Putin to Visit Iran Soon, Says Tehran

Russia's President Vladimir Putin gestures during a media conference after a G8 summit at the Lough Erne golf resort in Enniskillen, Northern Ireland June 18, 2013. Matt Dunham/Pool/REUTERS/

Russian President Vladimir Putin is due to visit Iran in the "near future" according to Iran's official spokeswoman for the Ministry of Foreign Affairs Marzieh Afkham, Iranian news channel Press TV reported today.

Russian parliamentary advisor and founder of Russia's Contemporary Iran Institute Radjab Safarov has estimated that Putin's visit to Tehran could take place as soon as next month, telling Russian newspaper Rossiskaya Gazeta it would take place between April and May.

Afkham did not say what the meeting would focus on, but it comes shortly after Russia's state arms contractor Rostec issued a statement that it was considering selling Iran aircraft and Antey 2500 ballistic air missiles, which are capable of taking down ballistic and cruise missiles.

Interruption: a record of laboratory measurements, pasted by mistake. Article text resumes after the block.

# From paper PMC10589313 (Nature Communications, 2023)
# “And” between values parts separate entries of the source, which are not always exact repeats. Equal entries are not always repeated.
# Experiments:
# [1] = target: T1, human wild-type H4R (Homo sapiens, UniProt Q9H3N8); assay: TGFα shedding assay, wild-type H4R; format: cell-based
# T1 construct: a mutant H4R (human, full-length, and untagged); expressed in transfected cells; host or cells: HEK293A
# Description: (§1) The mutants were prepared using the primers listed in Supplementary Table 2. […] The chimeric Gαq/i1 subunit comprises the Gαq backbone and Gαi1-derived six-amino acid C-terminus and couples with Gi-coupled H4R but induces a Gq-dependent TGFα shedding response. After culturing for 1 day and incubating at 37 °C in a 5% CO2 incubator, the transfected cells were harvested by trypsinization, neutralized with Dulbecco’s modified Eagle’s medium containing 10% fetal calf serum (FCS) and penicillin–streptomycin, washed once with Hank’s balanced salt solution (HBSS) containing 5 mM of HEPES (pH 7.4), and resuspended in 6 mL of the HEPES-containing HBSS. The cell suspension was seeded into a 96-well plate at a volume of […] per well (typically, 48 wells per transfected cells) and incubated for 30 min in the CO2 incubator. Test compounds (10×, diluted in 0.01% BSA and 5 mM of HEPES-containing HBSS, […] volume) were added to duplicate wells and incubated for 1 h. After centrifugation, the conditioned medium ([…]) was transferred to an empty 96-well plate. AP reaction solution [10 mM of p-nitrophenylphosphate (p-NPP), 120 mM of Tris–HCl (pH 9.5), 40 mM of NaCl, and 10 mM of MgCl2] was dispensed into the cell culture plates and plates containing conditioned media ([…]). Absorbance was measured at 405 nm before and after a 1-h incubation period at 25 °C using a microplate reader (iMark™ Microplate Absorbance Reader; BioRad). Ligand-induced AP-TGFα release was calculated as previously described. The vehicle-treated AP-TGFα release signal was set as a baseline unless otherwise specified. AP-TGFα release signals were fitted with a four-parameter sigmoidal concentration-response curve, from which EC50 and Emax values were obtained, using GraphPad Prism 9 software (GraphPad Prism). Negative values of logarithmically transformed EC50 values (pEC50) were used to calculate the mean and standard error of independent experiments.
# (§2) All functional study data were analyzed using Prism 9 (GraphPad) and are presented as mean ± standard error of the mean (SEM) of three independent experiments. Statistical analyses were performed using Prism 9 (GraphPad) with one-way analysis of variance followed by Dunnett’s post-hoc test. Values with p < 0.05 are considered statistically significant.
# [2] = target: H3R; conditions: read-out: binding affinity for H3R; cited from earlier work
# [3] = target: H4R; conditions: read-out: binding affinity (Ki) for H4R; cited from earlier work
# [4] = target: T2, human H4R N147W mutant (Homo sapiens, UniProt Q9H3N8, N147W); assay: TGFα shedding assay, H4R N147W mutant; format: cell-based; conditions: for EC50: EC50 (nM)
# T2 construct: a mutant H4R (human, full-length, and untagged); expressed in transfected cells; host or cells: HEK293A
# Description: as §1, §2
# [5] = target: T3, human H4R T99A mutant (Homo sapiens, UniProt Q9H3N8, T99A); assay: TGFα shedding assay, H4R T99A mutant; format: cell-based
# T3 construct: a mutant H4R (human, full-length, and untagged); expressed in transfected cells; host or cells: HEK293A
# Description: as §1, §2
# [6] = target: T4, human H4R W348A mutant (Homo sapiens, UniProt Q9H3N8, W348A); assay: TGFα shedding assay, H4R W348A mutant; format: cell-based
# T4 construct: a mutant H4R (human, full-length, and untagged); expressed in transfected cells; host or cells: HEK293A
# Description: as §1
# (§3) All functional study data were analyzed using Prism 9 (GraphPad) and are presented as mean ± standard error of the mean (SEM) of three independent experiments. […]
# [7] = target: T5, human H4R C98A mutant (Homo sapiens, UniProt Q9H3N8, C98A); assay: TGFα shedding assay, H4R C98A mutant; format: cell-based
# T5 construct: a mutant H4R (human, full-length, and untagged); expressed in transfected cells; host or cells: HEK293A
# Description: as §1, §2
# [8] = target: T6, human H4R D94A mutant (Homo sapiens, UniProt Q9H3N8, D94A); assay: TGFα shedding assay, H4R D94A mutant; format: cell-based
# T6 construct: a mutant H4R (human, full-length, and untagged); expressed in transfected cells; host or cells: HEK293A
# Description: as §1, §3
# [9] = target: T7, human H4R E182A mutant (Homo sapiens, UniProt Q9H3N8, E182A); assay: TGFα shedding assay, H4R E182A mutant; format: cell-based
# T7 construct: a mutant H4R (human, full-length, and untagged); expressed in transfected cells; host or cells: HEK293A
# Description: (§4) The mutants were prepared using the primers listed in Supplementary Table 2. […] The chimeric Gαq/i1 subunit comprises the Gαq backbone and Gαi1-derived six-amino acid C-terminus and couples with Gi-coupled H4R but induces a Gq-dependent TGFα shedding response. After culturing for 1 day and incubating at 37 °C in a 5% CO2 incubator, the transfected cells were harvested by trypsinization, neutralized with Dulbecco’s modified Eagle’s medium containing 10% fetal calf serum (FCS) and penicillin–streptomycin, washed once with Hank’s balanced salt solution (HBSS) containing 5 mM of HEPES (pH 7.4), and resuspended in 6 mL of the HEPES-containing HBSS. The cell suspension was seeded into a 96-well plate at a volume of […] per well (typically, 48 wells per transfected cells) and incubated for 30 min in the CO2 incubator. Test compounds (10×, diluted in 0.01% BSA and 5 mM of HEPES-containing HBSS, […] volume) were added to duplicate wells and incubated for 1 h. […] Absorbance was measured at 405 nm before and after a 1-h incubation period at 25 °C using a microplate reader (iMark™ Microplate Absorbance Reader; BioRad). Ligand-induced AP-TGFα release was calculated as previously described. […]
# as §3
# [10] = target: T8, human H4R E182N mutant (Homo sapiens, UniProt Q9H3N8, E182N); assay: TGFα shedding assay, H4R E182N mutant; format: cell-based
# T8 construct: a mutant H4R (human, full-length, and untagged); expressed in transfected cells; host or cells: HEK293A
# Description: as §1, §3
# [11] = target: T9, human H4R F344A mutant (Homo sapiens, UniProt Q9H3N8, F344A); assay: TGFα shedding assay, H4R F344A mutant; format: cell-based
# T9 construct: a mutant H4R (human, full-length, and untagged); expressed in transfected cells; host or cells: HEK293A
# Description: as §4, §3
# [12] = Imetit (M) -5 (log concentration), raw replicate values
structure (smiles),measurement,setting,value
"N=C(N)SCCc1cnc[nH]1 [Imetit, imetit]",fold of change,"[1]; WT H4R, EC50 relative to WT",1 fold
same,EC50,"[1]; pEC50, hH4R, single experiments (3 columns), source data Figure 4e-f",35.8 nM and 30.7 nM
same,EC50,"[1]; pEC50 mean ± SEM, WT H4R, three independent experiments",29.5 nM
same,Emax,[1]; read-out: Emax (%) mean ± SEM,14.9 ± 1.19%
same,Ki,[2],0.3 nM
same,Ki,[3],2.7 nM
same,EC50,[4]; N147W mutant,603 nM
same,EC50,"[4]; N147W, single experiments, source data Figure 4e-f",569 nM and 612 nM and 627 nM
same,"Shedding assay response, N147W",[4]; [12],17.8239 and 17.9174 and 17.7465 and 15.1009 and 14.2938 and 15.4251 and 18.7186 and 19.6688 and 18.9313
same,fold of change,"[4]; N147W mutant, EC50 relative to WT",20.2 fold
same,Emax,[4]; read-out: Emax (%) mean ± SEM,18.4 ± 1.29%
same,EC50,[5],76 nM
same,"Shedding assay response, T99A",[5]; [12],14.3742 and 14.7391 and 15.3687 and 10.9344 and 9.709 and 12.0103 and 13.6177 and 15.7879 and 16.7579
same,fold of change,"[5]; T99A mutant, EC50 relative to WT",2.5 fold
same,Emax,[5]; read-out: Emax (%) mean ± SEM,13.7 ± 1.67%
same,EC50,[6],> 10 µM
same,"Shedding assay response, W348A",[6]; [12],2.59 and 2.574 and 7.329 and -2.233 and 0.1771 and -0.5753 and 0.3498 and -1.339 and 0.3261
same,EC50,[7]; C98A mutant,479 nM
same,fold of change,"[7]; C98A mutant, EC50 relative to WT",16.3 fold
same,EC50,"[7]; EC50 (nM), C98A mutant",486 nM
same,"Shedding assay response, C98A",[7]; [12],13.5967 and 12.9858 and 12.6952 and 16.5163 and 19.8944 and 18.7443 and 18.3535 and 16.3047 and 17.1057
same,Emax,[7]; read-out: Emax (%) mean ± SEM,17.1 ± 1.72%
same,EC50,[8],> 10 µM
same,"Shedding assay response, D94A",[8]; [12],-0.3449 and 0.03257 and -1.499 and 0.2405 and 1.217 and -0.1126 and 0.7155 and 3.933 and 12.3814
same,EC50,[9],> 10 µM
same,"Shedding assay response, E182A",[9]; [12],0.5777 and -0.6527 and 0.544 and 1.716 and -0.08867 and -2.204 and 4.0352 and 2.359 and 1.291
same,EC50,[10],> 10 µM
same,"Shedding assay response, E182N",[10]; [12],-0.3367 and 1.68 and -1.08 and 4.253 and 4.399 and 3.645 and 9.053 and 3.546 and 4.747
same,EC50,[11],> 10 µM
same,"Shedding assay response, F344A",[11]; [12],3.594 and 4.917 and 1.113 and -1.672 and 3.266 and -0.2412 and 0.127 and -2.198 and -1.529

Iran is currently under UN-backed trade sanctions in a bid to curb its uranium enrichment programme which could potentially be used for the development of nuclear weapons. Russia, however, has continued to court the country with economic and defence deals.

Moscow previously offered to supply Tehran with another missile system with a shorter range than the Antey 2500 in 2010, but the deal was put on hold after the U.S. and Israel put pressure on the Russian government not to go ahead with the sale.

Last month the Iranian ambassador to Russia, Mehdi Sanaei, told Russian TV channel Rossiya Segodnya Iran still hoped Tehran's "Russian friends" would supply them with the missile system in 2015.

Shortly afterwards Sergey Rebyakov, Russia's deputy foreign affairs minister, called for sanctions on Iran to be suspended so the two countries can widen their military partnership.

The Russian minister of economic development Sergey Ulyokaev also visited Iran recently, in November, to discuss a possible deal between the two countries, which would see Russia supply Iran with grain and industrial materials in exchange for oil.

The U.S. has since warned Russia against breaching international trade sanctions on Iran and threatened to "act", should Moscow refuse to uphold them.

Benjamin Netanyahu, the Israeli prime minister, has been one of Iran's staunchest critics, warning the US Congress yesterday that Tehran was allegedly backing anti-Israeli terror groups in Gaza, Lebanon and the disputed territory of Golan heights.

Netanyahu then compared Iran's uranium enrichment programme to Nazi Germany, alleging that not only would it be dangerous for Israel but for global security. The Iranian government dismissed the allegations today as "boring and repetitive".

Putin to Visit Iran Soon, Says Tehran | World